Stella Ladi

Queen Mary, University of London
School of Business and Management

School of Business and Management, Queen Mary, University of London
Bancroft Building, Room 4.14, Mile End Road
United Kingdom
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The main topics that I have been working on in the last couple of years are: Historical Institutionalism and Policy Change, Policy reform, South Europe, Black Sea, Europeanization, Austerity politics, the Role of Experts and of Think-Tanks in the Policy Process, Global governance and global public policy and transnational administration.

Ladi, S. (2016), “Discursive Institutionalism, Problem Definition and the Consequences of Crisis for Agenda-Setting” in N. Zahariadis (ed.), Handbook of Public Policy Agenda Setting, Cheltenham: Edward Elgar.
Abstract: Problem definition delineates the way a public issue will be tackled by subsequent public policies. The discourse and timing within which this exercise takes place is of particular importance since it affects the urgency and the nuances of the problem. During crises policy actors are more anxious to shift the blame rather than analyze the parameters of the problem in view of a viable solution. In this chapter a link between discursive institutionalism and the concept of critical junctures is proposed in order to capture the importance of both the timing (critical juncture) and the discourse (coordinative and communicative discourse) for problem definition and agenda-setting. The ongoing economic, political and social crisis in Greece is an illustrative case-study. More particularly, the example of youth unemployment is analysed. Although youth unemployment is high in the communicative discourse and in the governmental agenda, the definition of the problem is still unclear and a path towards a policy is still to be found.
Ladi, S. 2011. “Policy Change and Soft Europeanization: The Transfer of the Ombudsman Institution to Greece, Cyprus and Malta." Public Administration 89 (4):1643-1663.
Stone, D. and Ladi, S. 2015. “Global Public Policy and Transnational Administration." Public Administration.
Abstract: There has been a proliferation of administrative practices and processes of policy-making and policy delivery beyond but often overlapping with traditional nation state policy processes. New formal and informal institutions and actors are behind these policy processes, often in cooperation with national public administrations but sometimes quite independently from them. These ‘multi-stakeholder initiatives’, ‘global public–private partnerships’ and ‘global commissions’ are creating or delivering global policies even though the geographic pattern of policy action can vary considerably. Implementation may occur at (trans)national or local levels in different regions more or less contemporaneously, or also in problem contexts that are cross-border and co-jurisdictional, hence our use of the term ‘transnational administration’. Traditional policy and public administration studies have tended to undertake analysis of the capacity of public sector hierarchies to globalize national policies rather than to investigate transnational policy-making above and beyond the state. This article extends the ambit of public administration and policy studies into what has traditionally been considered the realm of International Relations scholarship to identify and map new modes of global (public) policy and transnational administration and prospects for ongoing conceptualization.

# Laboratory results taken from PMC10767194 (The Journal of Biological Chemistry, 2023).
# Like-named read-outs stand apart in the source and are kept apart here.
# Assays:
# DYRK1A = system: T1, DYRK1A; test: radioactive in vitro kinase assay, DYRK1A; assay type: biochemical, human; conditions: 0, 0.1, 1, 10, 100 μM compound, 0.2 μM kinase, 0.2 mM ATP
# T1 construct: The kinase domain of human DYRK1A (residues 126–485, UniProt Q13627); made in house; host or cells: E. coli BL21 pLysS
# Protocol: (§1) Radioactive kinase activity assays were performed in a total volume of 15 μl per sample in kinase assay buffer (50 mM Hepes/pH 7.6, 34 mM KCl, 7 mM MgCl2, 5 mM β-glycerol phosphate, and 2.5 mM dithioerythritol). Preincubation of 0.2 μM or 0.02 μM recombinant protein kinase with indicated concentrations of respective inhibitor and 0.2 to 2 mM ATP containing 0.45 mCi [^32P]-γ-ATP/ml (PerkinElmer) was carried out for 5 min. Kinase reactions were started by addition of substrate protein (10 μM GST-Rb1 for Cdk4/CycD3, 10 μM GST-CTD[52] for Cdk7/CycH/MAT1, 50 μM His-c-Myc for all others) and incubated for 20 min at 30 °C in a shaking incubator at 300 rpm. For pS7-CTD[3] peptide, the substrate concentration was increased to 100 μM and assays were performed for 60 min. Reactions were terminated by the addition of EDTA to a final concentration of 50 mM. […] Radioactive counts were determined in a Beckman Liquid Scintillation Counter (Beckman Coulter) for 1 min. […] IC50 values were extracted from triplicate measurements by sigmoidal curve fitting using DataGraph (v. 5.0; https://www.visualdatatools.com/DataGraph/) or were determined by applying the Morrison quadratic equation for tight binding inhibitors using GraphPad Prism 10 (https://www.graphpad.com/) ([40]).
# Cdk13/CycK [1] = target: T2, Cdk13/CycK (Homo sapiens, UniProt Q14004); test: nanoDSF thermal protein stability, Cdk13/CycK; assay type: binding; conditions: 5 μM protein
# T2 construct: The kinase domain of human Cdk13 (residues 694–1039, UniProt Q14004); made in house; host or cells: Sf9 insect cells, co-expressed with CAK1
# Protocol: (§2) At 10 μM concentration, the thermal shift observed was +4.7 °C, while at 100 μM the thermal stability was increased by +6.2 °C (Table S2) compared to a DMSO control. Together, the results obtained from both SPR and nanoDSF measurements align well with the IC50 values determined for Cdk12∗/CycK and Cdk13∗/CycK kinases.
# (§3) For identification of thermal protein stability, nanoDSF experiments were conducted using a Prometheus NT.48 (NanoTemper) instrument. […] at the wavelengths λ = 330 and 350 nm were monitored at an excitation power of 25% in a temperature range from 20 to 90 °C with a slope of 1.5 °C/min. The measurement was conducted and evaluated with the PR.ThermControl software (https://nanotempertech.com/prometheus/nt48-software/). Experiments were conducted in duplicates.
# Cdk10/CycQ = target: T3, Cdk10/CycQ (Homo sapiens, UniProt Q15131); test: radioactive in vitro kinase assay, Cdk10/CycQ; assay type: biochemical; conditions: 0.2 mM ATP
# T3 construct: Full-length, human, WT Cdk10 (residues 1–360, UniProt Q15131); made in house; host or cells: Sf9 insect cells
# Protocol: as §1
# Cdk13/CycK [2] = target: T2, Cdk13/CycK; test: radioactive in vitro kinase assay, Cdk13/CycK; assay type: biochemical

Ladi, S., and Tsarouhas, D. 2014. “The Politics of Austerity and Public Policy Reform in the EU." Political Studies Review 12 (2):171-80.
Abstract: The European Union (EU) is at a critical juncture that will either trigger further integration or reinforce a mode of intergovernmental cooperation. The spread of market pressure to a growing number of states demonstrates that the crisis needs to be dealt with at the European and not just the national level. Up to now the ‘politics of extreme austerity’ has been the mainstream recipe promoted to and adopted by member states. The measures are tougher in those countries where there has been external financial assistance (i.e. Greece, Portugal and Ireland) but the rest of Europe is following suit (e.g. Italy and the UK). This introduction outlines the key directions of EU reforms to put into context the more specific cases discussed elsewhere in this Symposium. The strengths and weaknesses of the theoretical frameworks employed in the articles are discussed to demonstrate the lessons that the crisis offers for our well-established public policy models and to highlight avenues for further research. Two main arguments are advanced: first, the crisis calls for an interdisciplinary approach to comprehend its full extent and deal with it efficiently; and second, the current political trajectory of the EU calls for urgent changes to strengthen its cohesion and long-term viability.
Ladi, S. 2013. "Austerity Politics and Administrative Reform: The Eurozone Crisis and Its Impact Upon Greek Public Administration." Comparative European Politics 11 (3).
Tsarouhas, D. and Ladi, S. 2012. “Globalization and/or Europeanization? The Case of Flexicurity." New Political Economy.
Ladi, S. 2005. Globalization, Policy Transfer and Policy Research Institutes. Cheltenham: Edward Elgar.
Ladi, S. 2005. "Policy Learning and the Role of Expertise in the Reform Process in Greece." West European Politics 28 (2): 279-296.

Substantive Focus:
Governance PRIMARY
Comparative Public Policy SECONDARY

Theoretical Focus:
Policy Process Theory PRIMARY